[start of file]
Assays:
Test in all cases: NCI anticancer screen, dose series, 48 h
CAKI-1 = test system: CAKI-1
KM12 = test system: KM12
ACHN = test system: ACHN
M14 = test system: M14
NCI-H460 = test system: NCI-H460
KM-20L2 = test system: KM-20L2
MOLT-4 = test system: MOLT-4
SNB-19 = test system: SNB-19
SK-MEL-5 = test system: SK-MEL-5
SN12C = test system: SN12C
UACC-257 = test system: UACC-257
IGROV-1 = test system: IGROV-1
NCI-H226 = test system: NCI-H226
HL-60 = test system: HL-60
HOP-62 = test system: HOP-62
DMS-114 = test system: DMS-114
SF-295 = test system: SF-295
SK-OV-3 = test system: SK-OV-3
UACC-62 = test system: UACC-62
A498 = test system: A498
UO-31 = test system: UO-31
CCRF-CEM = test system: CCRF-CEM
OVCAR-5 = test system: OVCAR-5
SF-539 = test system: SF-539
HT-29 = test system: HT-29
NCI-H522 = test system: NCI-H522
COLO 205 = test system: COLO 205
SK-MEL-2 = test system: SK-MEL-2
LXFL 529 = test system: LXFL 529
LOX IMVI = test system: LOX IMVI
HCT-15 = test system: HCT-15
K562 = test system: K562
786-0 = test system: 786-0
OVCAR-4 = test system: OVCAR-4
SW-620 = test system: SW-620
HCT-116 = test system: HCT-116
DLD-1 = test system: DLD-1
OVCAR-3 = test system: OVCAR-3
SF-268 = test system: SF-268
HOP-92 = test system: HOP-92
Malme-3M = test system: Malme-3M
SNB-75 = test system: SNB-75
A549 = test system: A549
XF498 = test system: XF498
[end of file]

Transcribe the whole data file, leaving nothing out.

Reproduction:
Assays:
Test in all cases: NCI anticancer screen, dose series, 48 h
CAKI-1 = test system: CAKI-1
KM12 = test system: KM12
ACHN = test system: ACHN
M14 = test system: M14
NCI-H460 = test system: NCI-H460
KM-20L2 = test system: KM-20L2
MOLT-4 = test system: MOLT-4
SNB-19 = test system: SNB-19
SK-MEL-5 = test system: SK-MEL-5
SN12C = test system: SN12C
UACC-257 = test system: UACC-257
IGROV-1 = test system: IGROV-1
NCI-H226 = test system: NCI-H226
HL-60 = test system: HL-60
HOP-62 = test system: HOP-62
DMS-114 = test system: DMS-114
SF-295 = test system: SF-295
SK-OV-3 = test system: SK-OV-3
UACC-62 = test system: UACC-62
A498 = test system: A498
UO-31 = test system: UO-31
CCRF-CEM = test system: CCRF-CEM
OVCAR-5 = test system: OVCAR-5
SF-539 = test system: SF-539
HT-29 = test system: HT-29
NCI-H522 = test system: NCI-H522
COLO 205 = test system: COLO 205
SK-MEL-2 = test system: SK-MEL-2
LXFL 529 = test system: LXFL 529
LOX IMVI = test system: LOX IMVI
HCT-15 = test system: HCT-15
K562 = test system: K562
786-0 = test system: 786-0
OVCAR-4 = test system: OVCAR-4
SW-620 = test system: SW-620
HCT-116 = test system: HCT-116
DLD-1 = test system: DLD-1
OVCAR-3 = test system: OVCAR-3
SF-268 = test system: SF-268
HOP-92 = test system: HOP-92
Malme-3M = test system: Malme-3M
SNB-75 = test system: SNB-75
A549 = test system: A549
XF498 = test system: XF498